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Despite Claims, Not Enough Doctors for a State-Run Women's Health Program

Despite comments made by Governor Rick Perry and the Texas Health and Human Services Commission executive director Kyle Janeck this morning, the Texas Women’s Health Program (WHP) will not be launching tomorrow. 

Perry is attempting to make the WHP, a program that is currently funded in large part by the federal government, a state only-run program, by rejecting almost $40 million of federal funding Texas would have received. Perry and others want to ban Planned Parenthood from being providers as part of the program meant to take care of tens of thousands of low-income women before they are pregnant. They claim that Planned Parenthood clinics are “abortion affiliates,” even though federal law already disallows those who actually terminate pregnancies from receiving government funds. The Planned Parenthood clinics that are a part the WHP instead provide preventative care, such as contraception, and STI and cancer screenings. 

Contradicting Perry and and the HHSC’ claims that there will be sufficient providers, the reason for the delay is the need to verify that there are enough doctors for the Texas WHP to launch. The state will also continue accepting federal funding, meaning they must allow Planned Parenthood to participate. Again, this in spite of the fact that Texas officials claimed that they would be ready and able to fund and run the program.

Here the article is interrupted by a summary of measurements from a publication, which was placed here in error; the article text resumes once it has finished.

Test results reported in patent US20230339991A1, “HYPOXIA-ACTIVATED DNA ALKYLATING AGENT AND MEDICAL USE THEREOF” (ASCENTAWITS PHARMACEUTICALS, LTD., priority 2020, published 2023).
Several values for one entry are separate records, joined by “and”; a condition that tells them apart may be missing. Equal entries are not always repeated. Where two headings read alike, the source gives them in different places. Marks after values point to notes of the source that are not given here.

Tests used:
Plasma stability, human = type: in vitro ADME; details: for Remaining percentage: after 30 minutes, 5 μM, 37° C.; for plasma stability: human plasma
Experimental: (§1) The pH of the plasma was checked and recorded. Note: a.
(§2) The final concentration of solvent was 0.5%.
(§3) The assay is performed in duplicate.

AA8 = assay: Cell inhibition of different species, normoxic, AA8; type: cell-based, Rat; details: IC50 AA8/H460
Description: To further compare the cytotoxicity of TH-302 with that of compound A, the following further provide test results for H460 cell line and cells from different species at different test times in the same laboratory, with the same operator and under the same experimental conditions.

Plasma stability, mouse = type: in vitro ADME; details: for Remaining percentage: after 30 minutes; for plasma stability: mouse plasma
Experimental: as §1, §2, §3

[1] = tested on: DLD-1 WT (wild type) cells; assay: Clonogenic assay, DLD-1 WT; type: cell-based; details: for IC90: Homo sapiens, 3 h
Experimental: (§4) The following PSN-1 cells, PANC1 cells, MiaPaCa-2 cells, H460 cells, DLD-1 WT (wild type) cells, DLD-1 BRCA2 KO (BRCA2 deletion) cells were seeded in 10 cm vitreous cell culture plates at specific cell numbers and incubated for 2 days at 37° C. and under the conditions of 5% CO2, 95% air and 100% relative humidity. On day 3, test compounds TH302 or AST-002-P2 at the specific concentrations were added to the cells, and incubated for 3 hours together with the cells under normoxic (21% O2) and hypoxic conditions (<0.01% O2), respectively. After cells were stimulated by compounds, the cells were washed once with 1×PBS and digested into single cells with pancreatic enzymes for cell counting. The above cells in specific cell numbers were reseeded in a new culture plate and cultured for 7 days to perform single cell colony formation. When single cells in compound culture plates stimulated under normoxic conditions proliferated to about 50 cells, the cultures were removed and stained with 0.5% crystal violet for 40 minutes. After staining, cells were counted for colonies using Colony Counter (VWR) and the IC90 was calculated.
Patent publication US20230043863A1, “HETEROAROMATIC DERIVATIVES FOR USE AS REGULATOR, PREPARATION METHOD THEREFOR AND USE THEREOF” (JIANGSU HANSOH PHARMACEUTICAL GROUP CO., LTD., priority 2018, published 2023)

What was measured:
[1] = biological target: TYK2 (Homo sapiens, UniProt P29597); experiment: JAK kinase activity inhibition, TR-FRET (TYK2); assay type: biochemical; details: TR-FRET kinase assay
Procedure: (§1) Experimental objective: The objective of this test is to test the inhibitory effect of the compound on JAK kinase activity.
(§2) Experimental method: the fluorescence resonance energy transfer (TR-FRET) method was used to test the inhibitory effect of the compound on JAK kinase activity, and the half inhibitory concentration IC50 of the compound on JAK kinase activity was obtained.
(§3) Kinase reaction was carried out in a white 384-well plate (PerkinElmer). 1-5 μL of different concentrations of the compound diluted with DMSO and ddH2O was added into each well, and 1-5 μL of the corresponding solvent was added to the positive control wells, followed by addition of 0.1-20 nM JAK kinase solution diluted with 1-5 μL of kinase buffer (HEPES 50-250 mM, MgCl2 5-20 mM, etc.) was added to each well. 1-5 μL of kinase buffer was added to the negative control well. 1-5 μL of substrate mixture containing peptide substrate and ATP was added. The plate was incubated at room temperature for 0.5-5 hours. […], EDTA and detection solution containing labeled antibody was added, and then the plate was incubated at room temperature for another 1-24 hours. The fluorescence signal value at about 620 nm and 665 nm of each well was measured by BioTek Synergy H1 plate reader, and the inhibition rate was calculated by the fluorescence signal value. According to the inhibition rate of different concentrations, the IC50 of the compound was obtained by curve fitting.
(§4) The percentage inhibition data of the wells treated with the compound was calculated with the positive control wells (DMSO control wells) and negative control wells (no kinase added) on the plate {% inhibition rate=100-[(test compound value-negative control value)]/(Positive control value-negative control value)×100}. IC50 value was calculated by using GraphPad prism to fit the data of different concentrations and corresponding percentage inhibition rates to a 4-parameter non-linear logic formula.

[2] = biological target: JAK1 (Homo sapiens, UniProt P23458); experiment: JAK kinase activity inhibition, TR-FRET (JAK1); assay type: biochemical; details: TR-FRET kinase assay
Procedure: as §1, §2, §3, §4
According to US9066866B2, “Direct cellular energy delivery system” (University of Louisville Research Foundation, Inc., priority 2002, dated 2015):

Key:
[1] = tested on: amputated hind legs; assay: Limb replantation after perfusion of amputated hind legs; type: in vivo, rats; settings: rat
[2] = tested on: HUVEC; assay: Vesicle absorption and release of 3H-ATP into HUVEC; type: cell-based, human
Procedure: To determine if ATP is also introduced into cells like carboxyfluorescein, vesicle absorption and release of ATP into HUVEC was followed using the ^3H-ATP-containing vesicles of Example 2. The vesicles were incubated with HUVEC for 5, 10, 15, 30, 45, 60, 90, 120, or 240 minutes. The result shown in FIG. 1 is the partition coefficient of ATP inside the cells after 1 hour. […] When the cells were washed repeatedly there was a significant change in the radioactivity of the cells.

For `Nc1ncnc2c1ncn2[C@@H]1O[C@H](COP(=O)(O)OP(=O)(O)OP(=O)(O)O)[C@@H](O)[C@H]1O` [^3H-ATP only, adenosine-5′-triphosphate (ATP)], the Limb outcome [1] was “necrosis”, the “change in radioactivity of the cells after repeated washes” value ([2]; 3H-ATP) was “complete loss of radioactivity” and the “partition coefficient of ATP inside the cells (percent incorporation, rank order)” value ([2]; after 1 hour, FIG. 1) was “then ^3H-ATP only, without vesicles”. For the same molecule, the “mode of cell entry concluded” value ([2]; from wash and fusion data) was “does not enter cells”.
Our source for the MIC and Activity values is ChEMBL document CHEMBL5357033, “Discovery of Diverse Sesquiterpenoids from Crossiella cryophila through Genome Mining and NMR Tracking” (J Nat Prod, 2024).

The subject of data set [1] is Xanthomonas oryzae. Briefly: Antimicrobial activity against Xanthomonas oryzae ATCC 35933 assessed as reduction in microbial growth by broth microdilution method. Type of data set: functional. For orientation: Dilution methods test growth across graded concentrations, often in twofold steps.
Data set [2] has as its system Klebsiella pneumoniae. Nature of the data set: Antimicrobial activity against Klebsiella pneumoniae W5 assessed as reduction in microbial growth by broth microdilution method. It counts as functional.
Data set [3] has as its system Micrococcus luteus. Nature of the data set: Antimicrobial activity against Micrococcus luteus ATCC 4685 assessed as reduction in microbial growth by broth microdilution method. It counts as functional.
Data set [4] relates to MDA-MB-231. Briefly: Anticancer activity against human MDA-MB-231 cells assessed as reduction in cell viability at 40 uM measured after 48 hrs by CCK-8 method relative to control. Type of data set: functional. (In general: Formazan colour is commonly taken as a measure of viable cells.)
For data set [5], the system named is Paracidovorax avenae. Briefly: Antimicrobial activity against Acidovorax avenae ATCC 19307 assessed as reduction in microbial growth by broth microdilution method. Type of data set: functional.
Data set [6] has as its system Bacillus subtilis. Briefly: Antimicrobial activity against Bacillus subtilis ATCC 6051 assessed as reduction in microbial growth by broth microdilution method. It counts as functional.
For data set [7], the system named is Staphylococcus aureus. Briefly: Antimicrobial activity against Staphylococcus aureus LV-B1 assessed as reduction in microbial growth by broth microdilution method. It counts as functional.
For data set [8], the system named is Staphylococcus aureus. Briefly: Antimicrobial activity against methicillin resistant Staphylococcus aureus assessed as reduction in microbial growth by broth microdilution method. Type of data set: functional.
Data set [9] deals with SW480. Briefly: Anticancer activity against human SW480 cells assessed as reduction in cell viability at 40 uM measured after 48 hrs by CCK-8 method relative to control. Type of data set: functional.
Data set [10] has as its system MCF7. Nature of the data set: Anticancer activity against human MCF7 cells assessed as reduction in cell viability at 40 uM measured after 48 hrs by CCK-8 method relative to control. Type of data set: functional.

This is a huge victory not just for Planned Parenthood, but for the many women who use Planned Parenthood to receive affordable healthcare. Massive cuts already made to the Texas family planning budget has caused 53 of 240 clinics that received state money for family planning to close. Without Planned Parenthood, remaining clinics will be swamped with new patients, including the 40% of women in the WHP who already choose Planned Parenthood as their provider.

Right now, Planned Parenthood and the state of Texas are locked in fierce court battles. The Fifth Circuit Court of Appeals recently denied one of Planned Parenthood’s requests to rehear its challenge to the state’s attempt to ban them. When this happened, Planned Parenthood filed another lawsuit, claiming that the “Affiliate Ban Rule” is invalid because state law states that any provision that would cause Texas to lose federal funding for the WHP is “inoperative.” Because of this latest lawsuit, last Friday, a Travis County district judge issued a temporary restraining order, meaning that Planned Parenthood is currently allowed to remain a part of the WHP.

Clearly, Perry and the HHSC are making a mistake by attempting to run its own WHP, lacking funding, capacity, and potentially harming thousands of women that they are supposed to be helping.